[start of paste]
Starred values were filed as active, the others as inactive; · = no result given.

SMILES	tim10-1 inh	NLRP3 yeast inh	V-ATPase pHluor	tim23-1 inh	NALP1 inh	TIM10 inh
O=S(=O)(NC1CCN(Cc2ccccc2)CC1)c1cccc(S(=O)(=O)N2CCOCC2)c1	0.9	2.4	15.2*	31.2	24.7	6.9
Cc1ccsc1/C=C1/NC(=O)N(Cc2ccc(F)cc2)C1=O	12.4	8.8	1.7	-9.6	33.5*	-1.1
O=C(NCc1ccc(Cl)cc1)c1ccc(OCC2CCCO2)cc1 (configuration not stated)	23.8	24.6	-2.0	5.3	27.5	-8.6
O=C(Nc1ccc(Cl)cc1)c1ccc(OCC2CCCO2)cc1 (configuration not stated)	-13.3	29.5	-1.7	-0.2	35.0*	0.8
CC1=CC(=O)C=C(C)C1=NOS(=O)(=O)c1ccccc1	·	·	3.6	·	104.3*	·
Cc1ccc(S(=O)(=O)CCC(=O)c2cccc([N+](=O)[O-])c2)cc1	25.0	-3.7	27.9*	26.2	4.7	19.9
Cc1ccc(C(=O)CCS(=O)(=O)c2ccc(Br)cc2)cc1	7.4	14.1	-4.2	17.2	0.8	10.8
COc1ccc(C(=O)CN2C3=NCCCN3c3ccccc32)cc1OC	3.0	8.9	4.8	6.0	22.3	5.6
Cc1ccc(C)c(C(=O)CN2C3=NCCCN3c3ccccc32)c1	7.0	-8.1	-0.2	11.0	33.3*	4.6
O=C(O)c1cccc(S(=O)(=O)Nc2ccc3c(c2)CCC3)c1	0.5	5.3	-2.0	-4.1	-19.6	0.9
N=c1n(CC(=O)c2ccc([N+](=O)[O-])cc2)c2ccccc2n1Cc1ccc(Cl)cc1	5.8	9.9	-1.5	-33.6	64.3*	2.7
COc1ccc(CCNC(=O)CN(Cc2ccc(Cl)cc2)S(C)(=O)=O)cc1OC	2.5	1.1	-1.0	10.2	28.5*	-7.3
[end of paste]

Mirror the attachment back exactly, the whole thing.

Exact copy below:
Starred values were filed as active, the others as inactive; · = no result given.

SMILES	tim10-1 inh	NLRP3 yeast inh	V-ATPase pHluor	tim23-1 inh	NALP1 inh	TIM10 inh
O=S(=O)(NC1CCN(Cc2ccccc2)CC1)c1cccc(S(=O)(=O)N2CCOCC2)c1	0.9	2.4	15.2*	31.2	24.7	6.9
Cc1ccsc1/C=C1/NC(=O)N(Cc2ccc(F)cc2)C1=O	12.4	8.8	1.7	-9.6	33.5*	-1.1
O=C(NCc1ccc(Cl)cc1)c1ccc(OCC2CCCO2)cc1 (configuration not stated)	23.8	24.6	-2.0	5.3	27.5	-8.6
O=C(Nc1ccc(Cl)cc1)c1ccc(OCC2CCCO2)cc1 (configuration not stated)	-13.3	29.5	-1.7	-0.2	35.0*	0.8
CC1=CC(=O)C=C(C)C1=NOS(=O)(=O)c1ccccc1	·	·	3.6	·	104.3*	·
Cc1ccc(S(=O)(=O)CCC(=O)c2cccc([N+](=O)[O-])c2)cc1	25.0	-3.7	27.9*	26.2	4.7	19.9
Cc1ccc(C(=O)CCS(=O)(=O)c2ccc(Br)cc2)cc1	7.4	14.1	-4.2	17.2	0.8	10.8
COc1ccc(C(=O)CN2C3=NCCCN3c3ccccc32)cc1OC	3.0	8.9	4.8	6.0	22.3	5.6
Cc1ccc(C)c(C(=O)CN2C3=NCCCN3c3ccccc32)c1	7.0	-8.1	-0.2	11.0	33.3*	4.6
O=C(O)c1cccc(S(=O)(=O)Nc2ccc3c(c2)CCC3)c1	0.5	5.3	-2.0	-4.1	-19.6	0.9
N=c1n(CC(=O)c2ccc([N+](=O)[O-])cc2)c2ccccc2n1Cc1ccc(Cl)cc1	5.8	9.9	-1.5	-33.6	64.3*	2.7
COc1ccc(CCNC(=O)CN(Cc2ccc(Cl)cc2)S(C)(=O)=O)cc1OC	2.5	1.1	-1.0	10.2	28.5*	-7.3